Saturday, 26 July 2014

In search of the ordinary

Jembella Farm blog has had a short spell while we've faced some small hurdles in the last few weeks.
Brian's hip replacement surgery finally happened last week, so it's been all go for me here on the farm.  Daily trips to see Brian in Calvary Wakefield Hospital in the City will end tomorrow as he returns home. We shall really appreciate getting our lives back to normal. I long for ordinary days bordering on the mundane.
The animals have all behaved themselves and Daisy has finally become used to me milking her without "the Boss" here. She tried all sorts of tricks on me, but in the end I won with the help of a gentle prodding with a big stick and lowering the register of my voice to "hup hup hup" with meaning!
One evening last week whilst doing the milking I heard a car arriving and the dogs barking a greeting to an unknown visitor.  The visitor heard me at the dairy and walked across the paddock to join me while I finished cleaning up.
The next evening when it was time for Daisy to come in for milking she balked at the entrance, sniffed the ground, turned around and walked out. She could smell the stranger from the previous night and would not come in. A merry dance and chase through the mud, with plenty of stick waving and "hup hup hup" in my deepest voice finally won out and in she went.

Three hens have gone broody and every time I hoist them out of the boxes they squawk and fuss with their feathers all standing on end. I'm tempted to let them sit on some eggs and hatch out some chicks but while Brian is convalescing, I know that I'll have to be the one to do all the caring of the chicks once they hatch. Do I really need to add another chore to the long list of chores that need to be done every day?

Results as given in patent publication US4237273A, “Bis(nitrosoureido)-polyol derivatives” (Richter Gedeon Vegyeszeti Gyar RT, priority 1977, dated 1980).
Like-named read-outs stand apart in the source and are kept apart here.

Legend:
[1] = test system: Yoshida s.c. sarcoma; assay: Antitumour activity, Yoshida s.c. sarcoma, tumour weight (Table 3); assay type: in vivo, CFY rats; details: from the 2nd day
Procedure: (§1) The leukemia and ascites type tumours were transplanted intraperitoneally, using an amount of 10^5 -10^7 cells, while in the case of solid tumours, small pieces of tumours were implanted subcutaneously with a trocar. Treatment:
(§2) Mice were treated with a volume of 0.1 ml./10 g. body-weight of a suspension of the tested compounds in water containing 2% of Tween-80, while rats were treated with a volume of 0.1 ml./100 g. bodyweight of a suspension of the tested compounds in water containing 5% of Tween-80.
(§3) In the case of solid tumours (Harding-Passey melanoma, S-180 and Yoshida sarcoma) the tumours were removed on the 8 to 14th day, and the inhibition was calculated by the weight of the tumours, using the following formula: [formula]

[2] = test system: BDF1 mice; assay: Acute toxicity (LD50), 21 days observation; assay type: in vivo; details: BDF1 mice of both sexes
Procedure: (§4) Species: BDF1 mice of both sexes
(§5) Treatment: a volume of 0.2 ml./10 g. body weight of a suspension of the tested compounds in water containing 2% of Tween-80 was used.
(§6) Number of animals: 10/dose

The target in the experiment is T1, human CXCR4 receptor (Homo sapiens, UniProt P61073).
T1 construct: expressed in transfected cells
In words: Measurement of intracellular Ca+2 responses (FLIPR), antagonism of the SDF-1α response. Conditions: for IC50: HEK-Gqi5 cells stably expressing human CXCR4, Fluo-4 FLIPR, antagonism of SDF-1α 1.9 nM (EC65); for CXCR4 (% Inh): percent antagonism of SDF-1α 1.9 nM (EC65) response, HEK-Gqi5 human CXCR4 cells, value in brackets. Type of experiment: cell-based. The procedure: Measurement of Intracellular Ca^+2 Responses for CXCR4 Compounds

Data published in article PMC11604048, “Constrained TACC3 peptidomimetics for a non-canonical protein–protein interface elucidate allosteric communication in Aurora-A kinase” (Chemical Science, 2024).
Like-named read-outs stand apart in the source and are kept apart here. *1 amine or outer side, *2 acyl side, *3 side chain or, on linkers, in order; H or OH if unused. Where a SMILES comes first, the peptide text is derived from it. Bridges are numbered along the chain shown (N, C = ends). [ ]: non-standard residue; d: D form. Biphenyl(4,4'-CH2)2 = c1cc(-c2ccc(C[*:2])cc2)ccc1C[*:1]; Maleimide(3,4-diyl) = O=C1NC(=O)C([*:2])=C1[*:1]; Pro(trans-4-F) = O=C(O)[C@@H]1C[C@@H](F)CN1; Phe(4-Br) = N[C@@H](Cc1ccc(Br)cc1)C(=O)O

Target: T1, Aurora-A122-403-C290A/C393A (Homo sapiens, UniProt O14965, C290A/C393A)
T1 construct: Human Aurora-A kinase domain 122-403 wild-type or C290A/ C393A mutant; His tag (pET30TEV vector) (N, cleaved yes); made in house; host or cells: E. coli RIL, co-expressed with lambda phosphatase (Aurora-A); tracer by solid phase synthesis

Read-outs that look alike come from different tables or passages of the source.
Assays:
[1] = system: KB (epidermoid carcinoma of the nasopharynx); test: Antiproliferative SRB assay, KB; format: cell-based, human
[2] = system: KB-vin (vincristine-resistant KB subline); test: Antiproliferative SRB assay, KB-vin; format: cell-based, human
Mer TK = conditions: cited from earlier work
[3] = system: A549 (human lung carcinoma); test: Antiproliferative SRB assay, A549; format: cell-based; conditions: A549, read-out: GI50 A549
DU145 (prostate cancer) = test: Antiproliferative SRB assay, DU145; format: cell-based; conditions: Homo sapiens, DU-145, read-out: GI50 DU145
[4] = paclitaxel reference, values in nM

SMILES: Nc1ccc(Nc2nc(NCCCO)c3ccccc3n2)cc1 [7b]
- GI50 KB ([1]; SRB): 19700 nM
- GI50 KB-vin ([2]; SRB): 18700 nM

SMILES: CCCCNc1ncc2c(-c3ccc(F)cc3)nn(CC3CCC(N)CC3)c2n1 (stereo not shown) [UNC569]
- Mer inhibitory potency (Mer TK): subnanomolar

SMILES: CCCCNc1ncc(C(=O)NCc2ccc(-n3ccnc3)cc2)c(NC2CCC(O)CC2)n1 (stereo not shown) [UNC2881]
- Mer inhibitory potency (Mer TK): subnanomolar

The sawn firewood was getting a bit low and I thought I might need to regulate the use-age for our heating and cooking. No need to worry, these two characters had a lovely big pile of ready to burn wood all cut up for us within a couple of hours. Brian's son Michael and his mate Travis happily came to the rescue. Thanks chaps!!
Along the road on the next property is where the   Barossa Balloons
launch their hot air balloons early some mornings. Our property is directly under the flight path & I can never resist running outside to watch them when I hear the whooshing sound of the flame lifting the balloon higher. This balloon was particularly huge with an equally huge basket packed with passengers. It looked like it was having trouble maintaining enough height and I expected it to land amongst our cows, just as my own balloon adventure ended some years ago in Queensland. Those pilots are incredible at their craft and the wonder of the majestic balloons quietly drifting above never ceases to enthrall me. I snapped this picture from our kitchen door.
I can't end this post without expressing our gratitude to the many wonderful friends who have offered their help during the past month. What an amazing community we live in. So proud and humbled to be a Barossan. Sincere thanks to you all.... you know who you are.

Sunday, 6 July 2014

Nettles & Rain


It's too early to pick the cauliflowers, broccoli & cabbages that I  planted in the Winter vegetable garden in March. The chooks have now been let into the summer vegetable garden, so apart from the Rocket & bitter greens that are growing in the other gardens, there are not many mild tasting greens for our daily smoothies. This is when I turn to the nettles again.
The health benefits of nettles are many & we use them in various ways.
Today's smoothie, enough for two; nettle leaves, an outer leaf from a half grown broccoli plant, some whey from some cheese I made last week, a spoonful of our raw honey, a banana, a good couple of dollops of my home made yoghurt & some water.  Blended in my $3 blender... Delicious, & how very simple it is to start the day with all those wonderful vitamins & nutrients?